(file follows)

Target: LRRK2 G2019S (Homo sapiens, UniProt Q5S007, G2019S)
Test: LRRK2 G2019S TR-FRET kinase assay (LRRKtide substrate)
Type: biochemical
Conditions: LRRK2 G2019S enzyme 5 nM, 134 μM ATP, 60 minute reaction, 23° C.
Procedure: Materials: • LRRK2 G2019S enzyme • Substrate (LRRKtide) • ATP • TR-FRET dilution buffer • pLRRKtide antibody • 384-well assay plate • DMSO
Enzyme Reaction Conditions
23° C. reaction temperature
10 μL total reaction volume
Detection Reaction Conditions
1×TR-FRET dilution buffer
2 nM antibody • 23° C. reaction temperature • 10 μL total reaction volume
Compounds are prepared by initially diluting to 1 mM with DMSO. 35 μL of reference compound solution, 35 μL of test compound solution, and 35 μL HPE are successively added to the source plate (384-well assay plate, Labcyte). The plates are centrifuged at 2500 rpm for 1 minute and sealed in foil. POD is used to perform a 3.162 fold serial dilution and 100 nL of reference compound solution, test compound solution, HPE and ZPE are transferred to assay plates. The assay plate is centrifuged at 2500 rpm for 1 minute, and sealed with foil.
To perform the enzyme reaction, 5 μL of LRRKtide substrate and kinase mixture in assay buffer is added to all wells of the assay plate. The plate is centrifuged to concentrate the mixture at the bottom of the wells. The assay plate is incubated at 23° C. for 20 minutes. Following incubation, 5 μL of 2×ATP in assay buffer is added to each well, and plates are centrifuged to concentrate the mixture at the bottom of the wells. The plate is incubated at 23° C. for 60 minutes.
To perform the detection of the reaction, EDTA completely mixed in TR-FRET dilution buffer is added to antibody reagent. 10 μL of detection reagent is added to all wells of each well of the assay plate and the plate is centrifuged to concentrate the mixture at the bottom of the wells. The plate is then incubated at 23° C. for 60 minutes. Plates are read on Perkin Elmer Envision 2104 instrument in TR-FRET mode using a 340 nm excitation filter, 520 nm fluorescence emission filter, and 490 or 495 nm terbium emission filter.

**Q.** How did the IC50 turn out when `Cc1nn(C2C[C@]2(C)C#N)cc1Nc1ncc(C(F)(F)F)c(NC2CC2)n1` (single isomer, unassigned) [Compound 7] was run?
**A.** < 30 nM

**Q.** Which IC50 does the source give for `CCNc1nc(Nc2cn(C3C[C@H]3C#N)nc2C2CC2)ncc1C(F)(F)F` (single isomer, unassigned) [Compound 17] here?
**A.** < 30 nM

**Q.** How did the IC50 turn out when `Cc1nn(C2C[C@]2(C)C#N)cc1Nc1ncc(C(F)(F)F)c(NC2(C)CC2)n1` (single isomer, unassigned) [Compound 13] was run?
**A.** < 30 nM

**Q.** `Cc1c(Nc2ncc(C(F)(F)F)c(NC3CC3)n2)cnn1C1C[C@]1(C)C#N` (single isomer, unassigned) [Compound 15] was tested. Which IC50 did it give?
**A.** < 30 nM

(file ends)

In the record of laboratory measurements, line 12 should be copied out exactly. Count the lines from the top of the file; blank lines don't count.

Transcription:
Compounds are prepared by initially diluting to 1 mM with DMSO. 35 μL of reference compound solution, 35 μL of test compound solution, and 35 μL HPE are successively added to the source plate (384-well assay plate, Labcyte). The plates are centrifuged at 2500 rpm for 1 minute and sealed in foil. POD is used to perform a 3.162 fold serial dilution and 100 nL of reference compound solution, test compound solution, HPE and ZPE are transferred to assay plates. The assay plate is centrifuged at 2500 rpm for 1 minute, and sealed with foil.